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Sunday, 04 August 2013 21:35

Kalamazoo and Battle Creek projects that matter

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Arcadia Brewing Co. — Set to open along the Kalamazoo River this December, brewery founder Tim Suprise is expanding his Battle Creek-based beer operation with a new $6.2 million facility in Kalamazoo. The ceiling on the craft beer market in Michigan doesn’t appear to have reached its limit when it comes to the large-batch producers, as many breweries report that demand continues to outpace production. Such is the case for Arcadia, which expects to produce 30,000 barrels annually with the expansion, though potential capacity is double that amount. The new digs include a 4,500-square-foot brewpub and should support 30 to 40 new jobs for the entire operation.

Why it Matters: The city sat on the brownfield site at 701 East Michigan Avenue, waiting for the right user. With the property’s location along the Kalamazoo River, city officials knew that any development there needed to highlight and activate the surroundings. To that end, the new watering hole will have canoe, kayak and bike access, allowing paddlers and velophiles to safely and securely stop off for a cold one. Those involved at both the city and the company hope the project spurs complementary projects in the ongoing build out and revitalization of the city’s east end.

Western Michigan University expansion and renovations — The university is turning the corner on a new chapter in the institution’s history. With plans for a brand new medical school coming together, WMU continues to pour money back into its current facilities and add new ones. While some plans such the East Campus rehabilitation fell through, the university decided to focus its efforts strictly on East Hall, the central building where WMU originated. East Hall is set for redevelopment and will serve as the university’s new Alumni Center. On top of that, WMU also completed the Zhang Legacy Collections Center, which houses regional archives and historic collections, near the intersection of Oakland Drive and Howard Street.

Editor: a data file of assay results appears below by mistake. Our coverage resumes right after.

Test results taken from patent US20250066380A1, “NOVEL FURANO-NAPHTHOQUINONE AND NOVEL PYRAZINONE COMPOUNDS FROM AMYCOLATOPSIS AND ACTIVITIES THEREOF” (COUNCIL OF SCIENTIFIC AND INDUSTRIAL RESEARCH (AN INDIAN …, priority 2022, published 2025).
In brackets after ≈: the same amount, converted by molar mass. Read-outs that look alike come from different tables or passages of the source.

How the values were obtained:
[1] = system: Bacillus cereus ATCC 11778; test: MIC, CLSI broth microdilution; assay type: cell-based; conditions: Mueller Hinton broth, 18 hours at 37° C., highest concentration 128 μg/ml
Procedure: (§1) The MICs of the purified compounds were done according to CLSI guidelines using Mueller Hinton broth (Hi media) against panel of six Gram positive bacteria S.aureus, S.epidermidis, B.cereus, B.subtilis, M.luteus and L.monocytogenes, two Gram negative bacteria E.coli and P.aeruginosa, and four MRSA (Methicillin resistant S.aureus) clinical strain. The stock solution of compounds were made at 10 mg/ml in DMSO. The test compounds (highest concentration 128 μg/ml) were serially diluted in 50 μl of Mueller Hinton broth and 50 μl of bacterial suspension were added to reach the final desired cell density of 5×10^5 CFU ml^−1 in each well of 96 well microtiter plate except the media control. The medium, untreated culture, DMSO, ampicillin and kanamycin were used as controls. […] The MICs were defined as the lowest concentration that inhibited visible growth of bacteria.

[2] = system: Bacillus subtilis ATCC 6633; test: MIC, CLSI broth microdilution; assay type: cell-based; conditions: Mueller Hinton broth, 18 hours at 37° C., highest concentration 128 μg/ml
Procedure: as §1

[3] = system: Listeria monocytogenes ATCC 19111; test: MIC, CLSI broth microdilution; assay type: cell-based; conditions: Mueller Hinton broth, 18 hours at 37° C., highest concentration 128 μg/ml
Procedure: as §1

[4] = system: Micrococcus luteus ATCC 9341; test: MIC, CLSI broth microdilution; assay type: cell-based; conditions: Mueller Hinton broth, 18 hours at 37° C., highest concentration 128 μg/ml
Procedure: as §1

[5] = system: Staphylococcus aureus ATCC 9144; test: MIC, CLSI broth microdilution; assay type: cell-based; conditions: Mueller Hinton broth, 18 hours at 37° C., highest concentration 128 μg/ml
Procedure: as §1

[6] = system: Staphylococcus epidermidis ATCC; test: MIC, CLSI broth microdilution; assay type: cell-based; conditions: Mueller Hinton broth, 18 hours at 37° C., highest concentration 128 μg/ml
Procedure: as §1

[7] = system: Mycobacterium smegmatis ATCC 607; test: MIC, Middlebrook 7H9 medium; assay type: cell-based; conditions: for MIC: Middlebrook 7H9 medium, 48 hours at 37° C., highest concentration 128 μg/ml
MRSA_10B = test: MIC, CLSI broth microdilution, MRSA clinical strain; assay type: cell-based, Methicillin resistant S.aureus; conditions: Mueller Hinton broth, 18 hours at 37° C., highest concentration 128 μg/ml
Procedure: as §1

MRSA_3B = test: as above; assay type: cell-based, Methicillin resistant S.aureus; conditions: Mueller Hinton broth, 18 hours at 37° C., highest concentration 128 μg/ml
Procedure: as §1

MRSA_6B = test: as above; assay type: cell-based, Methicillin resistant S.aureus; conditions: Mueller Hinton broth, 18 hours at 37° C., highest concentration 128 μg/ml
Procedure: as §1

Why it Matters: These are just a few examples of big changes happening at WMU. As the university grows its regional and even national presence, the surrounding community is benefiting from the influx of new talent and residents, giving rise to opportunities in follow-on development in the residential and retail sectors.

Corporation Hall renovation — The former historic fire station at 145 South Kalamazoo Mall was transformed earlier this year and tenants followed shortly thereafter in Catalyst Development Co.’s mixed-use renovation. The 27,000-square-foot LEED Gold-certified building has five loft apartments and two street-level retail spaces, one of which is occupied by the OptiMed Pharmacy.

Why it Matters: Since Walgreens left town in the 1990s, residents of the city’s urban core were left with few options for convenience store amenities. Now that residential rental demand in the core is on the rise, city advocates insist there is room for more basic amenity type stores to support new residents. Corporation Hall fulfills both needs and similar future in-fill developments are expected.

Newell Rubbermaid plants roots in Western Michigan University’s BTR Park — Earlier this year, Gov. Rick Snyder announced that Newell Rubbermaid would bring 100 jobs to Michigan at a new product design center. With the help of the Michigan Economic Development Corp. and Southwest Michigan First, the company is getting a new $4 million, 40,000-square-foot facility at the Business Technology & Research Park. The R&D center will be built on the last currently available parcel at the BTR Park, which will be expanding to the north to make way for more companies.

Why it Matters: More jobs for Southwest Michigan are always a good thing. High-tech design and manufacturing jobs are even better. The jobs are reported to pay about $60,000 per year. The company has also agreed to focus on hiring within the region and targeting WMU graduates, as well as providing internships. The facility is planned as the center of Newell Rubbermaid’s future product research, evaluation and prototyping.


616 Development buys Heritage Tower — When MiBiz last sat down with the leadership at 616 Development, the developer was looking at possibly expanding its presence in West Michigan with a project in the 269 area code, specifically in Battle Creek. Those plans were finally made public recently when the firm announced it was purchasing the long-vacant Heritage Tower and an adjacent building at 17 West Michigan Avenue with plans to redevelop the property into residences.